1) /command can be put anywhere I/Devuan wants, or if I want to go to
  the trouble, removed completely.

 It can probably be removed completely, and binaries linked into /bin
instead. /command is nice to have on systems where you keep a FHS
installation and a slashpackage installation separate; but if you're
not going to follow slashpackage accurately and your package manager
is handling the symlinks anyway, /command has basically no value
over /bin.

2) The reason /package is directly off the root has more to do with
  just having a shorter reliable absolute path to an executable and
  less to do with being on the root partition, which is mounted first.

 Yes. Obviously, for low-level packages such as daemontools/runit/s6,
it is also important that they're on the root filesystem, but enforcing
presence on the root filesystem is not among the goals of /package.

/package can even be a symlink; the important thing in that convention
is that, for instance, /package/admin/runit/command/runit is a reliable
way of finding the current "runit" binary, no matter how many symlinks
you have to follow to get there.

3) If an individual distro decided to move their /package to a
  different location, let's say /etc/slashpackage, and widely
  publicized that fact and all their packagers respected
  the /etc/slashpackage (for instance) location in all scripts, then
  *for that one distro*, file locations would be just as determinant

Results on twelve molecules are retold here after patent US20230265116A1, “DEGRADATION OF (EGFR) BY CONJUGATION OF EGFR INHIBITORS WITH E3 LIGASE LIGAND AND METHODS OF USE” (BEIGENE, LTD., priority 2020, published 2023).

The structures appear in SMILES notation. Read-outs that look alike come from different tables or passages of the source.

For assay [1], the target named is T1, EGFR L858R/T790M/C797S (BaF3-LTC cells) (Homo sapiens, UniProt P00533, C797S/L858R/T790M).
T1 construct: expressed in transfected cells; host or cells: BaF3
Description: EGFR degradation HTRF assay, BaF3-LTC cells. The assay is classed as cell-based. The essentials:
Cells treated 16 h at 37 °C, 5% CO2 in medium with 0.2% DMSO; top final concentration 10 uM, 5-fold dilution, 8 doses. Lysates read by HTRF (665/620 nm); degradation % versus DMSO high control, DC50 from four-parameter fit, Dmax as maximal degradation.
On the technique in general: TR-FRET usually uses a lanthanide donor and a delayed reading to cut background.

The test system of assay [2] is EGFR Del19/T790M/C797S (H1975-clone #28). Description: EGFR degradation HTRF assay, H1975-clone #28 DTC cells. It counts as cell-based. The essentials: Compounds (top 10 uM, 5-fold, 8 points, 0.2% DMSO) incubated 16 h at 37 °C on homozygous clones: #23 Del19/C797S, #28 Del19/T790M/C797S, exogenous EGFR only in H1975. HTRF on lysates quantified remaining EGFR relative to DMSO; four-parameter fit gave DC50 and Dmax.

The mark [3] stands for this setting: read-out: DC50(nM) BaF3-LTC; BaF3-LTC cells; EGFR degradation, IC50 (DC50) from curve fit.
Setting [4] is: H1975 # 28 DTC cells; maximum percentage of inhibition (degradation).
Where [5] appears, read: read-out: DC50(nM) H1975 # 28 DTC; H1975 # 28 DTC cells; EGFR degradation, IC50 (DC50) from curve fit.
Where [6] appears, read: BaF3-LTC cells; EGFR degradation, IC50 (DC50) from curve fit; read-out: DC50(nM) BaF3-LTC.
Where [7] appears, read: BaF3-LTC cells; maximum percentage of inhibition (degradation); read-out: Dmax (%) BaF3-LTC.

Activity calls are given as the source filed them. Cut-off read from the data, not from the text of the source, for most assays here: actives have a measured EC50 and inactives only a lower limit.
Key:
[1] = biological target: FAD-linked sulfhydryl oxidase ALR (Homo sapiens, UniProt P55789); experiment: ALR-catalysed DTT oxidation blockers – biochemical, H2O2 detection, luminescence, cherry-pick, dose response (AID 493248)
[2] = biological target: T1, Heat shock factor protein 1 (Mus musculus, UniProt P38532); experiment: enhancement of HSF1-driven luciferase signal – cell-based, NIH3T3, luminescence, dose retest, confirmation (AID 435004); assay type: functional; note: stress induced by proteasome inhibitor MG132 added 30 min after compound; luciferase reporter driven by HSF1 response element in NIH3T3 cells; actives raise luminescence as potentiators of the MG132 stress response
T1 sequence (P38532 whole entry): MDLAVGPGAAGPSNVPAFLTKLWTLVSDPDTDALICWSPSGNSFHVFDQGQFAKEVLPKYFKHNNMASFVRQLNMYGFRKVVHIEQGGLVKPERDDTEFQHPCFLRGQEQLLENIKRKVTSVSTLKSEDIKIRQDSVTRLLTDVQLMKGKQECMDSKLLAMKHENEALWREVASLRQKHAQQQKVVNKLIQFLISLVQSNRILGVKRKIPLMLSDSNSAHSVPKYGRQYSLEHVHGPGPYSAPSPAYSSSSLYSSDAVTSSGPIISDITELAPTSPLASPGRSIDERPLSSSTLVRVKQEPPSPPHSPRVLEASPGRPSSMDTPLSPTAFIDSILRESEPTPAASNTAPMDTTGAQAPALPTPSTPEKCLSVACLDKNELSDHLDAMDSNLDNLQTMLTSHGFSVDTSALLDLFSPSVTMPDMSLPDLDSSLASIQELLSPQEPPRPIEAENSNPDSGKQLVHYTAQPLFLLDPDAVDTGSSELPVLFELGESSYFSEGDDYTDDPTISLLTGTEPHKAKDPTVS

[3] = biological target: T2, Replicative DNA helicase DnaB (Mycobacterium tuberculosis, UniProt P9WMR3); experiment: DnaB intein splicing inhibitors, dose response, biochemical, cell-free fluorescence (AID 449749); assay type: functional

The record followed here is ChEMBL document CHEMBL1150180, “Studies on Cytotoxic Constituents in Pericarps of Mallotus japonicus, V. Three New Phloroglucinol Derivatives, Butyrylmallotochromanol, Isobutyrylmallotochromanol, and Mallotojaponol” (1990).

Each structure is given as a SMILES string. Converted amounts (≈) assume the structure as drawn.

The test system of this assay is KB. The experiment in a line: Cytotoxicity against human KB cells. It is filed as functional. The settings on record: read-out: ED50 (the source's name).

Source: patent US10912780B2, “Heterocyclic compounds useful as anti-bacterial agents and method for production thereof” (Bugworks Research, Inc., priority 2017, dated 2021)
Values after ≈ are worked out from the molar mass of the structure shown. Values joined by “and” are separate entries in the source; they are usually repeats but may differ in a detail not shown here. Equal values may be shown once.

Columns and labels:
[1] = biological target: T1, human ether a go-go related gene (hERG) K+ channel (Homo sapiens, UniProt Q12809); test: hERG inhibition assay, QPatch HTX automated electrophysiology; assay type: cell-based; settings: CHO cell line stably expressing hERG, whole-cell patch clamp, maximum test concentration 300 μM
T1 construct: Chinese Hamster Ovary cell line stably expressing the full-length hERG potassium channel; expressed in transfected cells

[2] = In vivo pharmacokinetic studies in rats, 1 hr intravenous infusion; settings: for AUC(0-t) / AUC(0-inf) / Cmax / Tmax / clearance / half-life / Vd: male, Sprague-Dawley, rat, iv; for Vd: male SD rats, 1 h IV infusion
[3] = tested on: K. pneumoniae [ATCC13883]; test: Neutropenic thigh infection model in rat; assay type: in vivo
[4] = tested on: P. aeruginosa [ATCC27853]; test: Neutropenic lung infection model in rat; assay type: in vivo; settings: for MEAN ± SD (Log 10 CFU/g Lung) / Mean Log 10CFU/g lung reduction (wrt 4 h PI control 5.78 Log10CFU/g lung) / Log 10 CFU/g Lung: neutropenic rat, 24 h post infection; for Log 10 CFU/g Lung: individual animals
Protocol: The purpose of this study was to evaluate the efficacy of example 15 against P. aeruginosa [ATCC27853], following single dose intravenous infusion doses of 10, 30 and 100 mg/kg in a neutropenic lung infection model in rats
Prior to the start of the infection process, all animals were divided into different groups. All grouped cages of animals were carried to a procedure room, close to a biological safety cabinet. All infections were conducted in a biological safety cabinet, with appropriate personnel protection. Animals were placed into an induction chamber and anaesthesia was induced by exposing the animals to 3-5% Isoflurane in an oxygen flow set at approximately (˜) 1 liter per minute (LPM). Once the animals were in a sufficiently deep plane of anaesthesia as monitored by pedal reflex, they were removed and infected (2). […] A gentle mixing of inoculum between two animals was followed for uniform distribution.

as if djb's /package location was used.

 Yes. (Preferrably not /etc/slashpackage since there would be entire
packages, including binaries, under /etc, which is not great. But
some people have tried stuff like /usr/slashpackage and been happy
with it.) It would still be not-slashpackage, so I'd advise changing
the name of the convention, but for people who follow the chosen
convention, it would give the same guarantees as /package.

 But again, a convention is only as good as the number of people who
follow it; it is probably easier to enforce in a distro than in the
wide world, but I'm concerned this would add to the idiosyncrasies of
distributions, if every one of them goes with its own convention. That
would widen the gap between distributions instead of bridging it. So,
if a distribution is willing to try a not-FHS way of installing
packages, I can't insist enough that they *communicate* with other
distributions and other people to try and settle on a general
convention, instead of doing their own thing.

 /pkg, which is what /opt would be if distributions could use it,
sounds rather good, and I would encourage distros to consider it.

4) djb's slashpackage technology still makes sense today, and should
  not be lightly tossed aside.

 Absolutely, and it's even more relevant today than it was in 1998.
The details of the locations (/package or anywhere else) are not
important; what is important is the benefits that a file hierarchy
convention can bring. And FHS is cutting it less and less, which
explains for instance the success of Nix; it would definitely be a
good thing for distros to start questioning the status quo and thinking
about what they really expect from a filesystem hierarchy, even if they
don't go yolo-full-slashpackage today.


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